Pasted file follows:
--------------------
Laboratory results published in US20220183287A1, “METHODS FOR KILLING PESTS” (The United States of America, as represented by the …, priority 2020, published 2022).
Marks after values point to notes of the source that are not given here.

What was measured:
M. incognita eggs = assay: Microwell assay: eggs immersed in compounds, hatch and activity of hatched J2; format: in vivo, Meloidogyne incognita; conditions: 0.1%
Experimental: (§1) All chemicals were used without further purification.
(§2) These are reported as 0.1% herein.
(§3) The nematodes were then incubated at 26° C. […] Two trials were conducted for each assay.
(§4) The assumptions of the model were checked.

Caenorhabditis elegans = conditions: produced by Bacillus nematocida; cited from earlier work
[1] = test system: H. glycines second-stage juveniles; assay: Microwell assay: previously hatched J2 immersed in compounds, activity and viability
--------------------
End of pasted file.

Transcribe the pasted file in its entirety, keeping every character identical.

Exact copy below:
Laboratory results published in US20220183287A1, “METHODS FOR KILLING PESTS” (The United States of America, as represented by the …, priority 2020, published 2022).
Marks after values point to notes of the source that are not given here.

What was measured:
M. incognita eggs = assay: Microwell assay: eggs immersed in compounds, hatch and activity of hatched J2; format: in vivo, Meloidogyne incognita; conditions: 0.1%
Experimental: (§1) All chemicals were used without further purification.
(§2) These are reported as 0.1% herein.
(§3) The nematodes were then incubated at 26° C. […] Two trials were conducted for each assay.
(§4) The assumptions of the model were checked.

Caenorhabditis elegans = conditions: produced by Bacillus nematocida; cited from earlier work
[1] = test system: H. glycines second-stage juveniles; assay: Microwell assay: previously hatched J2 immersed in compounds, activity and viability